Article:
It's hard to imagine how hoarding can get to a state like this.

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In the home of a hoarder, piles of trash might reach the ceiling, and stacks of newspapers so crowd the kitchen that cooking is impossible. Sleeping, eating and bathing may take place in such clutter that these daily activities become strained and health suffers. Having guests can be out of the question.

This state of affairs is difficult to fathom. How can people choose to live surrounded -- in some cases practically buried -- in trash? Is it a choice? Or are hoarders simply slobs, too lazy to clean up after themselves?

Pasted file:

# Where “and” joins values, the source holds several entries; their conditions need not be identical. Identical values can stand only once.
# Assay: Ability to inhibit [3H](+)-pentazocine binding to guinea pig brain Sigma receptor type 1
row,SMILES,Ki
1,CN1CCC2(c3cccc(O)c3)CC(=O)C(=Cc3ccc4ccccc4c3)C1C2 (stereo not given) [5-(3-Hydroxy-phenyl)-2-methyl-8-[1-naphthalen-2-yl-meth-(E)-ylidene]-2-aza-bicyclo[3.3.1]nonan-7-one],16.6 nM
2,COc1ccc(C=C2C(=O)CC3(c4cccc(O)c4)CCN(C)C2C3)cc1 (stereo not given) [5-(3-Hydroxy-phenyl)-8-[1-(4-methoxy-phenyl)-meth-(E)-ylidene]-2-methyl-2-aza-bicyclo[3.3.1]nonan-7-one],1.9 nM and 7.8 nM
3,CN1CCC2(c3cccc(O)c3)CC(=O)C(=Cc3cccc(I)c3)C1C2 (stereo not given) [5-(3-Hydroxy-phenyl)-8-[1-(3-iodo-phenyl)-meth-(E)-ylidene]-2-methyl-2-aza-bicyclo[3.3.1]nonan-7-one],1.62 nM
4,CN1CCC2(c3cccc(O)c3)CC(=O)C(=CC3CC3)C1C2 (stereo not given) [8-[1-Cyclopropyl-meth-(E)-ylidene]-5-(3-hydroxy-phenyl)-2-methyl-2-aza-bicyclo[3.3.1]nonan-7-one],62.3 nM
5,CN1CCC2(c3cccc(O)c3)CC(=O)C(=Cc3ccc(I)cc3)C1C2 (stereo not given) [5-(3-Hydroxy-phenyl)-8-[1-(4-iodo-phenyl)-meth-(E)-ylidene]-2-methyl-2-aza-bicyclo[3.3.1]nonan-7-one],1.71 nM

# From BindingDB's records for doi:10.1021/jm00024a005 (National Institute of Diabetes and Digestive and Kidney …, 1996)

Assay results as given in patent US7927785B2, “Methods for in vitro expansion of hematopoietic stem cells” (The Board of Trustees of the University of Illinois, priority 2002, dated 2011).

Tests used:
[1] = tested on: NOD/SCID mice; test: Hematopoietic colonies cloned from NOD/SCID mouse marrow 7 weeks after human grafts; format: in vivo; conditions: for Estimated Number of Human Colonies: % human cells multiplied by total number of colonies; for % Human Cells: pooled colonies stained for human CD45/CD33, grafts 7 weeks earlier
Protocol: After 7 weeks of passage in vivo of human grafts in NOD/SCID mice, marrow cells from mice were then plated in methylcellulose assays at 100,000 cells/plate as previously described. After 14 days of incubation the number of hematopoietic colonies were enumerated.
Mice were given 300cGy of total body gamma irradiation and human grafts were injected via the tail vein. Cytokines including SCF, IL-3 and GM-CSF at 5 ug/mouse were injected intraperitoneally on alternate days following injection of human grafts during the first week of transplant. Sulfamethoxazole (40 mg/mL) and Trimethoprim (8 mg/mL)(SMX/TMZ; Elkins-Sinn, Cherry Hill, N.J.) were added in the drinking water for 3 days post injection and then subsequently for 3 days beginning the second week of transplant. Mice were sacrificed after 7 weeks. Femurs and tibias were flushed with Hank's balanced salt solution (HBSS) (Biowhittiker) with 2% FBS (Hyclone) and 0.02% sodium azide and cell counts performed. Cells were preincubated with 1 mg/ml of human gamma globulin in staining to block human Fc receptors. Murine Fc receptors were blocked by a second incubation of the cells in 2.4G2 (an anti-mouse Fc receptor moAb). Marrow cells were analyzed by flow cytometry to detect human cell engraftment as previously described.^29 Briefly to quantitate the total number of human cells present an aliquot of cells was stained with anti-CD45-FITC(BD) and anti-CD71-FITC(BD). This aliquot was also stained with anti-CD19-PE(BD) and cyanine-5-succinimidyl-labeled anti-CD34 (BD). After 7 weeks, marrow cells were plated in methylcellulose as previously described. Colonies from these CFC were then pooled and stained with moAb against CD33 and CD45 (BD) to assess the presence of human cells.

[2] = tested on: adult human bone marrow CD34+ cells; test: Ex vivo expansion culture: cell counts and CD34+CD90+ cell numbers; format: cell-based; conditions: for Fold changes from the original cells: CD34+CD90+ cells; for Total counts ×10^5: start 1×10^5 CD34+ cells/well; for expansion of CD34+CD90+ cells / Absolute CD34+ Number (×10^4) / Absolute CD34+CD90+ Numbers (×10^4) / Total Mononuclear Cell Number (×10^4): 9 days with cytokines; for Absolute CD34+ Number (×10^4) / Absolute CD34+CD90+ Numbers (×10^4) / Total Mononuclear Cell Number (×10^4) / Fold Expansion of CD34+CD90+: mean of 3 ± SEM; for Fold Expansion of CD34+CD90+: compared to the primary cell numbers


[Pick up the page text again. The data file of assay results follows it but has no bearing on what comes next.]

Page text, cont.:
In most cases, they're not. Not at all, in fact. So how does hoarding happen? And how can it be fixed?

Those homes don't fill up with trash overnight. And cleaning up isn't just a question of making a huge donation to the dump or the thrift store; it's about making a huge change in mindset. To understand how hoarders can end up in such dire straits, you need to understand how the process starts, and that begins with understanding one central concept: To hoarders, none of that stuff is trash.